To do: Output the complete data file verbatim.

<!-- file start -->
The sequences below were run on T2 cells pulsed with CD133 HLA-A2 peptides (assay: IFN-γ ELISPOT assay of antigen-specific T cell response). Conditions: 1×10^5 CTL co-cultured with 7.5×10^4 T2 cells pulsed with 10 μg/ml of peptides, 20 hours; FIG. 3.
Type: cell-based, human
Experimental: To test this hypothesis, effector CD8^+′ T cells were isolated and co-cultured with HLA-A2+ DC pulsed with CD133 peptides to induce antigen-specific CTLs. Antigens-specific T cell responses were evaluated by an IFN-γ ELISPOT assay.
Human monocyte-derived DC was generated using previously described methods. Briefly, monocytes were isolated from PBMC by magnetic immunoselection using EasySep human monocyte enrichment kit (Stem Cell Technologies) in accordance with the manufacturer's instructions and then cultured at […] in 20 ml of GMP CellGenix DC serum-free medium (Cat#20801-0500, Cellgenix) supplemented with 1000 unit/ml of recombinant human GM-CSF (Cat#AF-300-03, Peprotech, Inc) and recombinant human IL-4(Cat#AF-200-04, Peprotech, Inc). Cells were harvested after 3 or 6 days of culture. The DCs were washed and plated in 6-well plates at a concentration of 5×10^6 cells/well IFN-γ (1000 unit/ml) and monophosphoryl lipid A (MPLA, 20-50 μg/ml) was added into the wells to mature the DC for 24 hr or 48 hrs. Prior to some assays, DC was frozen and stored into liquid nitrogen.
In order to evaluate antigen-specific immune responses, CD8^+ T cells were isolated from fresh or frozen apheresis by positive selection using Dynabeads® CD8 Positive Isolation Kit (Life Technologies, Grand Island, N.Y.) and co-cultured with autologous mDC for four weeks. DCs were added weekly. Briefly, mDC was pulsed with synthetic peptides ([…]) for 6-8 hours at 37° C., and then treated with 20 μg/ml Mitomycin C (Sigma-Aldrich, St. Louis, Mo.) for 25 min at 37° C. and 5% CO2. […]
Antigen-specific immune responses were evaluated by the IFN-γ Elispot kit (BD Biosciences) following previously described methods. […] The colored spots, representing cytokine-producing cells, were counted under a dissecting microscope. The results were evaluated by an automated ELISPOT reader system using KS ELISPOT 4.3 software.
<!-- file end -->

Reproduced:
The sequences below were run on T2 cells pulsed with CD133 HLA-A2 peptides (assay: IFN-γ ELISPOT assay of antigen-specific T cell response). Conditions: 1×10^5 CTL co-cultured with 7.5×10^4 T2 cells pulsed with 10 μg/ml of peptides, 20 hours; FIG. 3.
Type: cell-based, human
Experimental: To test this hypothesis, effector CD8^+′ T cells were isolated and co-cultured with HLA-A2+ DC pulsed with CD133 peptides to induce antigen-specific CTLs. Antigens-specific T cell responses were evaluated by an IFN-γ ELISPOT assay.
Human monocyte-derived DC was generated using previously described methods. Briefly, monocytes were isolated from PBMC by magnetic immunoselection using EasySep human monocyte enrichment kit (Stem Cell Technologies) in accordance with the manufacturer's instructions and then cultured at […] in 20 ml of GMP CellGenix DC serum-free medium (Cat#20801-0500, Cellgenix) supplemented with 1000 unit/ml of recombinant human GM-CSF (Cat#AF-300-03, Peprotech, Inc) and recombinant human IL-4(Cat#AF-200-04, Peprotech, Inc). Cells were harvested after 3 or 6 days of culture. The DCs were washed and plated in 6-well plates at a concentration of 5×10^6 cells/well IFN-γ (1000 unit/ml) and monophosphoryl lipid A (MPLA, 20-50 μg/ml) was added into the wells to mature the DC for 24 hr or 48 hrs. Prior to some assays, DC was frozen and stored into liquid nitrogen.
In order to evaluate antigen-specific immune responses, CD8^+ T cells were isolated from fresh or frozen apheresis by positive selection using Dynabeads® CD8 Positive Isolation Kit (Life Technologies, Grand Island, N.Y.) and co-cultured with autologous mDC for four weeks. DCs were added weekly. Briefly, mDC was pulsed with synthetic peptides ([…]) for 6-8 hours at 37° C., and then treated with 20 μg/ml Mitomycin C (Sigma-Aldrich, St. Louis, Mo.) for 25 min at 37° C. and 5% CO2. […]
Antigen-specific immune responses were evaluated by the IFN-γ Elispot kit (BD Biosciences) following previously described methods. […] The colored spots, representing cytokine-producing cells, were counted under a dissecting microscope. The results were evaluated by an automated ELISPOT reader system using KS ELISPOT 4.3 software.